Encourage peace within the family.
With hearts seeking to apply love and trust to their interactions in the family, our children are in a better position to begin to consider how taking the perspective of others can help to build harmony in the home. Paul returns to his discussion of harmony, discussing peace with others in Colossians 3:12-14. “Put on then, as God's chosen ones, holy and beloved, compassionate hearts, kindness, humility, meekness, and patience, bearing with one another and, if one has a complaint against another, forgiving each other; as the Lord has forgiven you, so you also must forgive. And above all these put on love, which binds everything together in perfect harmony.” Having love and trust in our hearts for one another creates the fertile ground in which grows a desire to be bound together in perfect harmony.
The conversations that we have with our children, helping them to gain a heart with a view toward taking on the perspectives of others as they interact with us, are the foundation from which we are able to instruct our kids on how they can understand what is going on in the hearts and minds of their siblings and other family members. Pairing a compassionate heart with a mind filled with meekness and humility opens our children up to take on the perspective of others well. There is a decision that is as much of the mind as it is of the heart, wherein we all learn how to set ourselves aside in order to more fully seek to grasp the viewpoint of others.
Notice that growing in harmony as a family involves knowing what it means to forgive one another (Colossians 3:13) as we have already discussed. Further, in order to forgive and restore harmony, there is a need to make the decision to bear with one another. Being able to think through what has taken place from the point of view of others, helps our children to be able to understand the complaints that they might have against each other. As a parent, you like do not need to be reminded that in many if not most conflict situations that disrupt the harmony of the home, each of our children involved contributes their own complaint into the cacophonous altercations that rampage across our living rooms. What helps to keep the squabbling of our kids from getting too far out of control is developing the mental skills to be able to slow down emotional reactions, read the room, and assess from more than one vantage point what might be taking place.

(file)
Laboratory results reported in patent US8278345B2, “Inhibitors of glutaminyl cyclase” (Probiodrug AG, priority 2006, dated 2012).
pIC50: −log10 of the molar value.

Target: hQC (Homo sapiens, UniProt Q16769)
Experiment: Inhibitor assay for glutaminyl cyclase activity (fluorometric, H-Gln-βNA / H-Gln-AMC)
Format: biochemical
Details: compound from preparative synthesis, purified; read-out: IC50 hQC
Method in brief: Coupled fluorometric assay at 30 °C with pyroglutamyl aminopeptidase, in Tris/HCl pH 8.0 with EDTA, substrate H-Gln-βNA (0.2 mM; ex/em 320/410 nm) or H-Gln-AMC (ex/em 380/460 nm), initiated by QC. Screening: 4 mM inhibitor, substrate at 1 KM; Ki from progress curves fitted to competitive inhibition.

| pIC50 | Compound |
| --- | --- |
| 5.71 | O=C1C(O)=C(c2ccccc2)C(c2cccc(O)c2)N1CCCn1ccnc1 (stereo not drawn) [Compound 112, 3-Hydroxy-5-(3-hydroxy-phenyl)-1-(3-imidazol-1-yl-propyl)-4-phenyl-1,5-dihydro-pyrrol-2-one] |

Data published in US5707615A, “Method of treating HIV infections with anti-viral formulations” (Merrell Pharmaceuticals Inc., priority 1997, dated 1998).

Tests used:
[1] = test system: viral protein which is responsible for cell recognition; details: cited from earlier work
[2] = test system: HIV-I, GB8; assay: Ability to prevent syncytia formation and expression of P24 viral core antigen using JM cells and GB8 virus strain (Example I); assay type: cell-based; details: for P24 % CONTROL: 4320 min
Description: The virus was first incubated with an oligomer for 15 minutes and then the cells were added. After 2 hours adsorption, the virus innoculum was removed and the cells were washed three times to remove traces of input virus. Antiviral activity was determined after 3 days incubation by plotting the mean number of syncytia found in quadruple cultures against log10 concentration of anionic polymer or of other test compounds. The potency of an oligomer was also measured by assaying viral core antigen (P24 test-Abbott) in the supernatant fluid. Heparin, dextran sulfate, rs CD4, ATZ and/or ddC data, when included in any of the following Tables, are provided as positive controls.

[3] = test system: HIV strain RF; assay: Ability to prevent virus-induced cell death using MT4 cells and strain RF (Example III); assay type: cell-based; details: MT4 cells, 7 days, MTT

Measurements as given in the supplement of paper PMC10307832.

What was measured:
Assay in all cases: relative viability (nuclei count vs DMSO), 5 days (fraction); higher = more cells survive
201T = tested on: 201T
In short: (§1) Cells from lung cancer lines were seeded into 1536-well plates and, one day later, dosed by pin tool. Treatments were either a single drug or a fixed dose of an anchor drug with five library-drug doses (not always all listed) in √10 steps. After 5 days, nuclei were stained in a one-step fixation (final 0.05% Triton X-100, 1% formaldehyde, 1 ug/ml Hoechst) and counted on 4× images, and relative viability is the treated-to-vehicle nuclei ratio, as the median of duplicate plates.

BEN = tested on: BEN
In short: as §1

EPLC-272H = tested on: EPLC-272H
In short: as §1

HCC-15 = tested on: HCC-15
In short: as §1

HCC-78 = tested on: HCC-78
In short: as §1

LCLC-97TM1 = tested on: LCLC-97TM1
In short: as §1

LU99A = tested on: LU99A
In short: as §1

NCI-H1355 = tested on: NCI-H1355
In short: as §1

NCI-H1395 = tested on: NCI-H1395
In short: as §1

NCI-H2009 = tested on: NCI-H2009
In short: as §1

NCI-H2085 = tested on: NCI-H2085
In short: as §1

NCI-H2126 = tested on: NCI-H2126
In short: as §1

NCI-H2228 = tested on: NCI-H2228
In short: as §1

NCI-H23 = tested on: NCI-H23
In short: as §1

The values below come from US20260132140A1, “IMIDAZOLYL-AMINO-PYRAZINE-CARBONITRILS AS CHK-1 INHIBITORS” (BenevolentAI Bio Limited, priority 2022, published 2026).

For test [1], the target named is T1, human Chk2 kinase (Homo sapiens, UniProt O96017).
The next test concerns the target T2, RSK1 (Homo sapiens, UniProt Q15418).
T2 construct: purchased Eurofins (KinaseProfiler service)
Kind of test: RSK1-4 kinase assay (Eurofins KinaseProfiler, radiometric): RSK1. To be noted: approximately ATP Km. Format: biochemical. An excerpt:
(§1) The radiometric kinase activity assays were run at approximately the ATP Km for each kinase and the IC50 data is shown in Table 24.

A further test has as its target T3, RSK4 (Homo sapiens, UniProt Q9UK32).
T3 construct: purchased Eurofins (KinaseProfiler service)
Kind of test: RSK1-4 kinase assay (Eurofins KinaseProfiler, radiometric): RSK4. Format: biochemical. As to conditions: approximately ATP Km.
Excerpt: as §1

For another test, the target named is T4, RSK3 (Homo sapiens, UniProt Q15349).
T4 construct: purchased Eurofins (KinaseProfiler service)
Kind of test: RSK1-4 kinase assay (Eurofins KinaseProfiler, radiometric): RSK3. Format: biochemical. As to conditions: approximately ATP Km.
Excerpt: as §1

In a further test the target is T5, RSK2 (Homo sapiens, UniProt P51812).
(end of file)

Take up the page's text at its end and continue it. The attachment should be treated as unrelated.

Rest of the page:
When Paul talks about love “which binds everything together in perfect harmony” I cannot help but think of the original bond upon which the family unit is established. In establishing marriage as the foundation for the family God outlines the depth to which husband and wife are to bind themselves to one another. “Therefore a man shall leave his father and his mother and hold fast to his wife, and they shall become one flesh.” (Genesis 2:24) It’s hard to imagine a binding more tightly connected than two becoming one flesh. The bonds of the family grow from this new single flesh.
In Ephesians 5:22-33, Paul discusses the mutual submission that husbands and wives are to have for one another. In order to engage in this mutual submission, we must look at what takes place in our life together from the perspective of our spouse. In a similar fashion, the relationships that our children have with one another and with us should mirror this bond in a similar mutual submission. Thus as a family, we bind ourselves to one another, seeking perfect harmony through a growing understanding of each other’s perspectives.